Spaying and neutering your cat not only helps to control populations of unwanted animals, but also can end unwanted behavior such as roaming, yowling and spraying. The procedure eliminates your cat's risk of testicular, ovarian or uterine cancer. It also may make it less likely that your pet will get into a fight over a mate.
Finding Free Offers
Check out the American Society for the Prevention of Cruelty to Animals' online database to find free and low-cost programs in your area. Other online animal rescue organizations also maintain onsite listings of free programs. Check with your local humane society and rescue organizations to ask about free spay days. Some organizations provide financial assistance to help with vet bills, including spaying or neutering your cat. Check out All About Animals Rescue's Financial Assistance page to find organizations in your area.
The clinic will let you know how long to limit food and water prior to surgery. Bring your cat in a carrier to your appointment, as other animals will arrive at the clinic around the same time to check in for their spay or neuter. If you have a morning appointment, you'll usually pick up your animal midafternoon when she's had time to recover from the anesthetic. Appointment and pickup times may vary, based on the clinic's procedures. When picking up your cat, be prompt, as some clinics charge \fees to hold animals past the pickup time, making your free service no longer free.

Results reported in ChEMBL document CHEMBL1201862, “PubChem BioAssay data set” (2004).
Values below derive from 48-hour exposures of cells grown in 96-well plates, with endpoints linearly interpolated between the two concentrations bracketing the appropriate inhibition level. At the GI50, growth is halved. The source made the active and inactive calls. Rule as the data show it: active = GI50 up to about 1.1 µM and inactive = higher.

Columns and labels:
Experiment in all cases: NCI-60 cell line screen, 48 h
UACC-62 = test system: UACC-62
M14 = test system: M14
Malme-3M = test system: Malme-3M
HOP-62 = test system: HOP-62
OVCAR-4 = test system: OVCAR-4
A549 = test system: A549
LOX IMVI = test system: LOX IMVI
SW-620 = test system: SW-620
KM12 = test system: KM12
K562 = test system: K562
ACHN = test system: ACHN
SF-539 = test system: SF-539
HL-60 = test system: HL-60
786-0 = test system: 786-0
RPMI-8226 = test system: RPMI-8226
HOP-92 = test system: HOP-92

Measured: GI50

Always check with your veterinarian before changing your pet’s diet, medication, or physical activity routines. This information is not a substitute for a vet’s opinion.